An evening of readings featuring Professor Akin Adesokan brings together writers and arts lovers in Lagos. Nkrumah Bankong-Obi was there.
Life House, the outstanding literary event centre is usually closed to literary activities on Mondays. This house rule was, however, relaxed last Monday. The waiver became pertinent because, as the proprietress told guests, it was difficult to allow the United States of America-based professor, Akin Adesokan visit and depart the country without sharing his expertise with the literary community in Lagos.
And for those who abandoned other activities or fought to beat traffic snarls to attend the event, they reaped bountifully.
The main attraction was Prof. Adesokan’s reading of excerpts from South of the Still River, a novel he is completing. In his prefatory remarks, he informed the audience that the book takes its bearing from African Diaspora experiences. From the parts read, the story centres on a writer in constant movement after circumstances had pushed him. Armed with only a United Nations passport, he returns to a sight he had always loved in worn-torn Somalia. While there, he enjoys the convivial nudge of an older writer. It shows the anguish, the nightmares and the different models of living in an environment that one can rightly claim to have biological ties with.
Apart from the reading, there was a question and answer session. On the hot seat, Prof. Adesokan expertly unknotted the puzzles thrown at him. For example, asked the rationale for widening his thematic scope from Nigeria as was the case in his earlier writing, to Africa and the Diaspora as is the case in his current novel, the Professor of Comparative Literature explained that as an expat himself, his horizon has been broadened. He sees better the similarities of the problems bedeviling the continent and her citizens who live outside her shores.
“When you are an African and you live abroad, you see things in continental terms. If you want to write about Nigeria or Cameroon you see the place from a continent’s viewpoint. It is not really a change in theme per se,” he said.
He explained that his book “is basically a conception of fictional characterisation” which seeks to allow the character tells his own story about love, about adventure. He noted that his current effort is structured to allow a major character share his observations and experiences with the readers. On how he balances his writing as an academic, journalist and public commentator, the guest told his listeners that he sees himself essentially as a writer. He added that in spite of the distinction that people make between academic and public writing, the difference in achieving the objective either way depends on individual talent.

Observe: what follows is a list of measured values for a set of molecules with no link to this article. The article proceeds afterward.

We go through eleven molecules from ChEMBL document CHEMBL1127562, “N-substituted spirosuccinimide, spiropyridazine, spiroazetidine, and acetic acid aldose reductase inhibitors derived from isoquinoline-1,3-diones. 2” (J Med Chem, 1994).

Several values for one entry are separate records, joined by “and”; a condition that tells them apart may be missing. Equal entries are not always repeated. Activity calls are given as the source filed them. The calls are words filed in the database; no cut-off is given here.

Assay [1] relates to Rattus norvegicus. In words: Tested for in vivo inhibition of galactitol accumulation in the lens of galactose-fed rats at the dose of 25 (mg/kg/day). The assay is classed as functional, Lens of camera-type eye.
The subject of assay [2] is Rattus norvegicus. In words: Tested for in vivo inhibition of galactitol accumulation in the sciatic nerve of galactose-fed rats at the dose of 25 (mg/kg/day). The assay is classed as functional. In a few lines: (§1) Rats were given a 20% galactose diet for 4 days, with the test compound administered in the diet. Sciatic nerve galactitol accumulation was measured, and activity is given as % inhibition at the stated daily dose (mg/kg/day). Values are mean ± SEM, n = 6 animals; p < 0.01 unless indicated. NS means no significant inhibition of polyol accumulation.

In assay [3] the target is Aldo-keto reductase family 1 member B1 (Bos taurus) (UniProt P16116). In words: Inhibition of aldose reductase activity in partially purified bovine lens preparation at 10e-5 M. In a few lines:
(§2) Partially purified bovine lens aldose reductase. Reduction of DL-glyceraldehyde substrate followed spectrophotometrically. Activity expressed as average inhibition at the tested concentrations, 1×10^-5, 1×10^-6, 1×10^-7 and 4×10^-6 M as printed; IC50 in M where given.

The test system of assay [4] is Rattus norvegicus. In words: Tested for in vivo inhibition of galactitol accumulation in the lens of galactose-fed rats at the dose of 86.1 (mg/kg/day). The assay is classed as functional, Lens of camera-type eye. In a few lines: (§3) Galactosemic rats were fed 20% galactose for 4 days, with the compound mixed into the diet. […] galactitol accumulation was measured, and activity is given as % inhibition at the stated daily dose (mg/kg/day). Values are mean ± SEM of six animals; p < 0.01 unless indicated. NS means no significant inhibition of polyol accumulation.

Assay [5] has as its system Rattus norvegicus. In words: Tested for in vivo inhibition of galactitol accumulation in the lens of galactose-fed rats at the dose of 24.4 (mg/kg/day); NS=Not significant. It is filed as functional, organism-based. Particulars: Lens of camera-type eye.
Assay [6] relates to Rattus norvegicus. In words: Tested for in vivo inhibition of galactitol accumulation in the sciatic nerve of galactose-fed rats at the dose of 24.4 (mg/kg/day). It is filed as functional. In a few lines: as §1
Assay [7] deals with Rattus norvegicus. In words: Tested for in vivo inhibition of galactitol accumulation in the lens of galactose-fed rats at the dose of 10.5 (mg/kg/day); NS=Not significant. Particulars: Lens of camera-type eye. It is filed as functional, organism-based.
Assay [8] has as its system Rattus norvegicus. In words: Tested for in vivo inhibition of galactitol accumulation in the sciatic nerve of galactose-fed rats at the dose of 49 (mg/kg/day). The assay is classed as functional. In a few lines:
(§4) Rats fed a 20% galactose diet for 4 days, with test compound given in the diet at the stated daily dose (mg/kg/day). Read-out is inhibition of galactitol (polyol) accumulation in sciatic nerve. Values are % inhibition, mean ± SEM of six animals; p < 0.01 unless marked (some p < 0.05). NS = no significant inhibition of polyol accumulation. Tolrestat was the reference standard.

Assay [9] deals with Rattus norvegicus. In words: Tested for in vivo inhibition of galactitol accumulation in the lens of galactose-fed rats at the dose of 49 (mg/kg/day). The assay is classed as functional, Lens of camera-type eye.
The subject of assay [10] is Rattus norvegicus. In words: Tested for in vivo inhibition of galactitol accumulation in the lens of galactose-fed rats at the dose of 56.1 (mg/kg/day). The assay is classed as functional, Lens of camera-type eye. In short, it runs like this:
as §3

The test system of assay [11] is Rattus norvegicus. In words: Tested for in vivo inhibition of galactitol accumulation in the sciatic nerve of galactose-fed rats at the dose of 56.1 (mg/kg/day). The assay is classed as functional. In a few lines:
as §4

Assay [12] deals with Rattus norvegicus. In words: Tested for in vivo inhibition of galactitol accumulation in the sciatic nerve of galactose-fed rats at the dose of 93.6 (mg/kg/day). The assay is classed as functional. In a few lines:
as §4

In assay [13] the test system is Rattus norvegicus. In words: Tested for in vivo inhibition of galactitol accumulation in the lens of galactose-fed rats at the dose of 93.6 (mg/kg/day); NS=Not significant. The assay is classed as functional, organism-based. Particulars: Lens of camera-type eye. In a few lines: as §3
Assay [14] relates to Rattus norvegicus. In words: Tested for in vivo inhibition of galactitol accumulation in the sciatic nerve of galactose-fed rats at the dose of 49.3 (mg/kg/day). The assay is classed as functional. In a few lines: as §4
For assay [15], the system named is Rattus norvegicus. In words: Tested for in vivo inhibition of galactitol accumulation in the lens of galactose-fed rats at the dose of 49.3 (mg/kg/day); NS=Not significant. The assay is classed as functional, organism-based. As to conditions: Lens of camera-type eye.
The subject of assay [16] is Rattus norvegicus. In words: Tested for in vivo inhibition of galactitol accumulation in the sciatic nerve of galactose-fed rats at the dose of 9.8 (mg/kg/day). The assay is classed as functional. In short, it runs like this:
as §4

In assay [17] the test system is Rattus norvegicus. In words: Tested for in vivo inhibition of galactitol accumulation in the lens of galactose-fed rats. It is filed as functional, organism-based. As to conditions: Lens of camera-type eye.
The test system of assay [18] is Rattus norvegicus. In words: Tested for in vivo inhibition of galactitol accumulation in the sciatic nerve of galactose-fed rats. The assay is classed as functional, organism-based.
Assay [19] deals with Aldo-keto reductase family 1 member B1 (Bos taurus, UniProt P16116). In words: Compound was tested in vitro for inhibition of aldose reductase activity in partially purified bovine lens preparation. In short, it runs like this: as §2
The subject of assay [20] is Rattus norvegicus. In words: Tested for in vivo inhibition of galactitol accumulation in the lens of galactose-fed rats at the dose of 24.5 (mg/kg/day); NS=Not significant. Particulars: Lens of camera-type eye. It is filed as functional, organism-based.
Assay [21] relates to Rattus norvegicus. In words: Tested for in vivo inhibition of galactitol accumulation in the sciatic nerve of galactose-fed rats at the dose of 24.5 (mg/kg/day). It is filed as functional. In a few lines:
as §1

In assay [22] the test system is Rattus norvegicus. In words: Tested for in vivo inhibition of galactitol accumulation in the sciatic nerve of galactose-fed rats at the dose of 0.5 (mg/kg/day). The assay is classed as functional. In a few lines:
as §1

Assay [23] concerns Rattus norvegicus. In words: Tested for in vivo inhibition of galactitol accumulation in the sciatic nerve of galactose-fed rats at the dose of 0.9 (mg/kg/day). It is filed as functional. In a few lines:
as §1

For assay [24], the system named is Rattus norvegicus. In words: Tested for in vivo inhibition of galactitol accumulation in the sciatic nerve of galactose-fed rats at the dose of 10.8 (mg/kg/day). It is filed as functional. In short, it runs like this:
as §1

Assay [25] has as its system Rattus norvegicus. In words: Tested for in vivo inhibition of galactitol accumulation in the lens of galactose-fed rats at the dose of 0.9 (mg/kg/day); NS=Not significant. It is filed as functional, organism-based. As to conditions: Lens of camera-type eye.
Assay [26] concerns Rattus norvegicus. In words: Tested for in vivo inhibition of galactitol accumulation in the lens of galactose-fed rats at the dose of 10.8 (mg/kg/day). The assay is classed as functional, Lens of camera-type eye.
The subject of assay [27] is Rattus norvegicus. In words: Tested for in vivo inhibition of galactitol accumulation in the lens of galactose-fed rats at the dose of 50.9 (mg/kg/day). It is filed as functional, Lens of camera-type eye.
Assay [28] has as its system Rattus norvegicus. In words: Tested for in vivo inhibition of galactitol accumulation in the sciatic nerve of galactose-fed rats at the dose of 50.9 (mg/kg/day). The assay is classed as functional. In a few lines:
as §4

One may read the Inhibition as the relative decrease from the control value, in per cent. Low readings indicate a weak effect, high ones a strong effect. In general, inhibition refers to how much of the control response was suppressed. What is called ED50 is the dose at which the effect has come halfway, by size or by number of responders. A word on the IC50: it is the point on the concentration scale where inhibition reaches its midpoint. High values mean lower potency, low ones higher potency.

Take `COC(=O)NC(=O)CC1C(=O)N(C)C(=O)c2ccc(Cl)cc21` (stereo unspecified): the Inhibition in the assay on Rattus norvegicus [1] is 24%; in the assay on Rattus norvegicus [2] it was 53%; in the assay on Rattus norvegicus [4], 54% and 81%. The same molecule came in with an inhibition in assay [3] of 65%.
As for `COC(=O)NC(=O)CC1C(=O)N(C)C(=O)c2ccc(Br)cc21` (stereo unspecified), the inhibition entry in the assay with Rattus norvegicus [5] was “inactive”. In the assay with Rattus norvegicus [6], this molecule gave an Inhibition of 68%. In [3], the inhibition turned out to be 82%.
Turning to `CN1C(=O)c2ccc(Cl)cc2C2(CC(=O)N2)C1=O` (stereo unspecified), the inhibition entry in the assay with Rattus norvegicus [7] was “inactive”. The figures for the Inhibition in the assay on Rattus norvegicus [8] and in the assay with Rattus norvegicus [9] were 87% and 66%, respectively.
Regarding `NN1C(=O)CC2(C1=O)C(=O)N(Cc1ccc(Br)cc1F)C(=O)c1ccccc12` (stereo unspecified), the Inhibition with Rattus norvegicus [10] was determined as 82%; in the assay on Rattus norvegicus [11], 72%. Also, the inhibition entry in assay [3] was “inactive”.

“The distinction that people make between academic writing is great. I don’t feel any kind of tension; it is a question of individual talent,” he explained.
Budding writers had something to cheer about the professor’s submission. In his opinion, there is need to understand that Nigeria’s writing history is still at its infancy, as such, much room needs to be allowed for intermediate writers and those whose writing have not netted recognition in the form of awards.
“Our literary history is very young. Young, because it is fairly under a hundred years. Writing to win awards is a function of the market. We should make room for writers and books that do not make it to the bestseller list,” Adesokan concluded
Besides discussing the South of the Still River, participants nudged the guest writer to comment on Nollywood, the Nigeria movie industry. He observed that Nollywood is witnessing intensification. His argument was based on the fact that film-making had been a major part of the Nigerian culture in the 1980s, except that the analogue model of production did not encourage the flexibility that the present digital form does.
The evening was enlivened with a performance by Edaoto, an Afro musician, whose spontaneous beats eased the digestion of the discussions.
Professor Adesokan’s other publications include; Roots in the Sky, an award-winning work of fiction, Postcolonial Artists and Global Aesthetics. He has written for journals and newspapers including AGNI, MAIL, SREEN and Guardian. He is at present an associate Professor of Comparative Literature in America’s Indiana University, Bloomington.